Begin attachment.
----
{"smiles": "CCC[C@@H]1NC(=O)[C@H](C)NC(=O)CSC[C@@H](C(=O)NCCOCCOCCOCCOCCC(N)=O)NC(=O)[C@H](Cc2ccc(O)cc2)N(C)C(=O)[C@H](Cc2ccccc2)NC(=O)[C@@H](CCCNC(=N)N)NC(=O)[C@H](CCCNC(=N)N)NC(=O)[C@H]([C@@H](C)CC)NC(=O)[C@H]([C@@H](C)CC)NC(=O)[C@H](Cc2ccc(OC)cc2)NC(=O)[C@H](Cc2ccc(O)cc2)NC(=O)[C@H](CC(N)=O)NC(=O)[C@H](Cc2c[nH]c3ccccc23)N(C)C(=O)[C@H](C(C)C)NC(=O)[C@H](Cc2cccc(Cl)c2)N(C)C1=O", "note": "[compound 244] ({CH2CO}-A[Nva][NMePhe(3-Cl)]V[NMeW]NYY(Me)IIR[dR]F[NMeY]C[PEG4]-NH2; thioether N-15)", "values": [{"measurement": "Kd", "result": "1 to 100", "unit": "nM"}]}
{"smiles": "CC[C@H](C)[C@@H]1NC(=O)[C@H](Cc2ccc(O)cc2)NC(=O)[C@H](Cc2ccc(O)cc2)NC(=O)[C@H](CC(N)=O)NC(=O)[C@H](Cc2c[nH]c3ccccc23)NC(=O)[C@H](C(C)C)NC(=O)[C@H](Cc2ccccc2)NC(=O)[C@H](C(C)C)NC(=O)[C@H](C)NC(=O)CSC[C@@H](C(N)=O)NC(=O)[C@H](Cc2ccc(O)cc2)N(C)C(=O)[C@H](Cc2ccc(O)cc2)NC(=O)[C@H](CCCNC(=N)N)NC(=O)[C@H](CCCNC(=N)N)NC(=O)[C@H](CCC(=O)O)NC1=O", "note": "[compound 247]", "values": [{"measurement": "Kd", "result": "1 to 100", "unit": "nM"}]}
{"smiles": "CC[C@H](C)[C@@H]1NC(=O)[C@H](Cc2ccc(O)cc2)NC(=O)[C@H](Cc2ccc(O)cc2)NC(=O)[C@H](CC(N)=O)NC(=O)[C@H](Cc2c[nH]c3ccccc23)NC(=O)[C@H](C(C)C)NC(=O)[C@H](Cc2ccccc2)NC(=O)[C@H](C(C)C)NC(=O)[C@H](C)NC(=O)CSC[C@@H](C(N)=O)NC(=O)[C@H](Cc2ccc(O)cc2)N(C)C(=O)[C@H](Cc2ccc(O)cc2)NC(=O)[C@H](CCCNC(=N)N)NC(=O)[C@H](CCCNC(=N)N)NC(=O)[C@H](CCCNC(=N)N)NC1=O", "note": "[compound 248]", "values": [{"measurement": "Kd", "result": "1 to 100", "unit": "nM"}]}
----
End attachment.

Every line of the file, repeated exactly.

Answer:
{"smiles": "CCC[C@@H]1NC(=O)[C@H](C)NC(=O)CSC[C@@H](C(=O)NCCOCCOCCOCCOCCC(N)=O)NC(=O)[C@H](Cc2ccc(O)cc2)N(C)C(=O)[C@H](Cc2ccccc2)NC(=O)[C@@H](CCCNC(=N)N)NC(=O)[C@H](CCCNC(=N)N)NC(=O)[C@H]([C@@H](C)CC)NC(=O)[C@H]([C@@H](C)CC)NC(=O)[C@H](Cc2ccc(OC)cc2)NC(=O)[C@H](Cc2ccc(O)cc2)NC(=O)[C@H](CC(N)=O)NC(=O)[C@H](Cc2c[nH]c3ccccc23)N(C)C(=O)[C@H](C(C)C)NC(=O)[C@H](Cc2cccc(Cl)c2)N(C)C1=O", "note": "[compound 244] ({CH2CO}-A[Nva][NMePhe(3-Cl)]V[NMeW]NYY(Me)IIR[dR]F[NMeY]C[PEG4]-NH2; thioether N-15)", "values": [{"measurement": "Kd", "result": "1 to 100", "unit": "nM"}]}
{"smiles": "CC[C@H](C)[C@@H]1NC(=O)[C@H](Cc2ccc(O)cc2)NC(=O)[C@H](Cc2ccc(O)cc2)NC(=O)[C@H](CC(N)=O)NC(=O)[C@H](Cc2c[nH]c3ccccc23)NC(=O)[C@H](C(C)C)NC(=O)[C@H](Cc2ccccc2)NC(=O)[C@H](C(C)C)NC(=O)[C@H](C)NC(=O)CSC[C@@H](C(N)=O)NC(=O)[C@H](Cc2ccc(O)cc2)N(C)C(=O)[C@H](Cc2ccc(O)cc2)NC(=O)[C@H](CCCNC(=N)N)NC(=O)[C@H](CCCNC(=N)N)NC(=O)[C@H](CCC(=O)O)NC1=O", "note": "[compound 247]", "values": [{"measurement": "Kd", "result": "1 to 100", "unit": "nM"}]}
{"smiles": "CC[C@H](C)[C@@H]1NC(=O)[C@H](Cc2ccc(O)cc2)NC(=O)[C@H](Cc2ccc(O)cc2)NC(=O)[C@H](CC(N)=O)NC(=O)[C@H](Cc2c[nH]c3ccccc23)NC(=O)[C@H](C(C)C)NC(=O)[C@H](Cc2ccccc2)NC(=O)[C@H](C(C)C)NC(=O)[C@H](C)NC(=O)CSC[C@@H](C(N)=O)NC(=O)[C@H](Cc2ccc(O)cc2)N(C)C(=O)[C@H](Cc2ccc(O)cc2)NC(=O)[C@H](CCCNC(=N)N)NC(=O)[C@H](CCCNC(=N)N)NC(=O)[C@H](CCCNC(=N)N)NC1=O", "note": "[compound 248]", "values": [{"measurement": "Kd", "result": "1 to 100", "unit": "nM"}]}